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There’s Something in the Water in Glendale

Marlins LHP Prospect Andrew Heaney stays up all day to get lucky. (Photo Courtesy of MLB Draft Countdown)

Marlins LHP Prospect Andrew Heaney stays up all day to get lucky.
(Photo Courtesy of MLB Draft Countdown)

No-hit performances by pitchers are a bit like throwing a bulls-eye in a game of darts. The difference between a skilled dart-thrower and a non-skilled dart-thrower is great; it is unarguably a skill that is improved by the muscle memory gained via practice. Much like anything in life, skill at darts progresses along a curve; making the same effort to improve will provide diminishing returns as you move up in skill. One cannot practice enough to be able to throw a dart into the bulls-eye every time; it is conceivably possible to comprehend, but the amount of practice that would seemingly be required is prohibitive. This same effect can be seen in most any field where skill plays in; an average Joe has a miniscule chance of beating a master dart-thrower in a standard game of darts, but relative to the gap between their skill levels they have a much closer-together chance of throwing three bulls-eyes in a row. There’s an old expression about how you have to be good to get the chance to be lucky, and baseball offers more glimpses at the elite getting lucky than possibly any other modern entertainment.

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Alex Meyer – Large Right Hander, Large Stuff, Large Ks

They keep telling RHP Alex Meyer that he's a Minnesota Twin, but he just keeps striking guys out anyway.  (Photo Courtesy of ESPN)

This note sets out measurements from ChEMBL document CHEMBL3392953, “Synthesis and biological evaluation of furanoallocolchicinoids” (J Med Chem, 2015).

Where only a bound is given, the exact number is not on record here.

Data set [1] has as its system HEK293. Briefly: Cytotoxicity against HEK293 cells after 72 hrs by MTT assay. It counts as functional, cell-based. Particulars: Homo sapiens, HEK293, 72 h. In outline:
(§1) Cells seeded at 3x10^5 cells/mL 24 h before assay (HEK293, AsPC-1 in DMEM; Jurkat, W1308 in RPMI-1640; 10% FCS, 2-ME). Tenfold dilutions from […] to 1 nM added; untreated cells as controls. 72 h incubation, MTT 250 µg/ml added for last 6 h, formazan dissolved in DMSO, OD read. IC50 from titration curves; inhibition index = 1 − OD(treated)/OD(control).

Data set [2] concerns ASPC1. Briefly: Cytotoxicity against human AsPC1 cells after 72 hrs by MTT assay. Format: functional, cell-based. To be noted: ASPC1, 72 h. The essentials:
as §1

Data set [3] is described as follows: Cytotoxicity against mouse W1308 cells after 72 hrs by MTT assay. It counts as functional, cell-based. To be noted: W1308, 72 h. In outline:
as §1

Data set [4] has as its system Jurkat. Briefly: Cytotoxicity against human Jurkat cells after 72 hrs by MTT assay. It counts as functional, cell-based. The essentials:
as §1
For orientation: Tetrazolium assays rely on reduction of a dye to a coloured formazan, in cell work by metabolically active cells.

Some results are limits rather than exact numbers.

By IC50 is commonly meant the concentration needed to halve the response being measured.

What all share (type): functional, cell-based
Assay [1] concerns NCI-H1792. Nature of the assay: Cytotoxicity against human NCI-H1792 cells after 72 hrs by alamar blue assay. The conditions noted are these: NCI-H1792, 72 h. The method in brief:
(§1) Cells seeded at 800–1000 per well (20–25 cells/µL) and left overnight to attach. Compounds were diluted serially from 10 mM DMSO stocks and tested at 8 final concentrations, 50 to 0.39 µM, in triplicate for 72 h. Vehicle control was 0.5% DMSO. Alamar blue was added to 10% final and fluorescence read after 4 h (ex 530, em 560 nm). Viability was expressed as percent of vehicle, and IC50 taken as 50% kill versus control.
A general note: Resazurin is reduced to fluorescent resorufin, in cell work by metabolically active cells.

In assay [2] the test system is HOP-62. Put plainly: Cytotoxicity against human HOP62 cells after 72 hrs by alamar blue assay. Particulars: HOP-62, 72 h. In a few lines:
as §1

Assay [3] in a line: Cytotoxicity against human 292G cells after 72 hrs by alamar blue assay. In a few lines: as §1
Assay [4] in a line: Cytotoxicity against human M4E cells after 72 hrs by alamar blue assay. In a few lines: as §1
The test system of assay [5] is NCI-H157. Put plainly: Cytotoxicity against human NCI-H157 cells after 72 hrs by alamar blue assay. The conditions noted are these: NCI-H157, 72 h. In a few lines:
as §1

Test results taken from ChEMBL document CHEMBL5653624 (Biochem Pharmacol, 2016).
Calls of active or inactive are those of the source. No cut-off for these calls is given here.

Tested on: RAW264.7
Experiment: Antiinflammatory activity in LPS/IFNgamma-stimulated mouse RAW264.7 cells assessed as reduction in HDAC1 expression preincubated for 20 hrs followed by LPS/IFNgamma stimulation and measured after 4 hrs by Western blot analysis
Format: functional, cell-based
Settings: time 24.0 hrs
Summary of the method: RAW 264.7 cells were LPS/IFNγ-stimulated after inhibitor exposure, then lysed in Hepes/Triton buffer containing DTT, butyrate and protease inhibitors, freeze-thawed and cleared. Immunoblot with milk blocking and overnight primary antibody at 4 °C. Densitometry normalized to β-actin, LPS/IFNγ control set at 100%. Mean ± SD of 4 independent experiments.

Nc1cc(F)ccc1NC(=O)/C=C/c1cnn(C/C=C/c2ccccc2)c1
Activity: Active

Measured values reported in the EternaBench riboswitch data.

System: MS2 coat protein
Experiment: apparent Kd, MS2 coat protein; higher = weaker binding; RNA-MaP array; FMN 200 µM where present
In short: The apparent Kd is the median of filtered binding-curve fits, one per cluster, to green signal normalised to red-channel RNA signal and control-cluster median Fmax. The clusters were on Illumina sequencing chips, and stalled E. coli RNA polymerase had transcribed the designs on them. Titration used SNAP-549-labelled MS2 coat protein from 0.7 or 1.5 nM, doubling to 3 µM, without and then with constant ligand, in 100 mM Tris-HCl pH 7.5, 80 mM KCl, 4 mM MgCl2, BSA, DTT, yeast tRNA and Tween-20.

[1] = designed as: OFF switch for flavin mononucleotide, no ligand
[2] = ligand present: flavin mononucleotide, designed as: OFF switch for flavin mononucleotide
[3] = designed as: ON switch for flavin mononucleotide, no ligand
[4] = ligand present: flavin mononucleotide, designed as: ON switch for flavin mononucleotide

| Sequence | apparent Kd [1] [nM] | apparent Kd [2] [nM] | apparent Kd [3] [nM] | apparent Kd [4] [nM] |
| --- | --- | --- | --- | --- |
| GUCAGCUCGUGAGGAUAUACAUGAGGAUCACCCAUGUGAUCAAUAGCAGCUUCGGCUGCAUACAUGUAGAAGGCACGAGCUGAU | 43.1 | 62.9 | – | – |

They keep telling RHP Alex Meyer that he’s a Minnesota Twin, but he just keeps striking guys out anyway.
(Photo Courtesy of ESPN)

There is no sure-fire recipe for success in the big leagues; success in the big leagues is not a cake, nor does it resemble a cake in more than a couple cursory ways. Instead, success in the major leagues seems to be attainable by a number of different methods. If one is a starting pitcher, one could conceivably succeed in myriad ways. One could, for instance, use superior command to generate weak contact in spite of a lack of overpowering stuff; creating an abundance of ground balls that are hopefully far less damaging to the score of your team. If one were a pitcher in the Minnesota Twins organization, you could be forgiven for having believed that this was actually the only avenue by which one would be allowed to succeed. Alex Meyer, the top pitching prospect in said Minnesota Twins organization, continued his quest to dispel you of these inaccurate notions as, on Friday, he racked up 7 Ks across 6.1 innings and gave up just a walk and a single hit (a double down the right field line off the bat of Yankees farmhand Addison Maruszak).

Hot Video Highlights after the jump!

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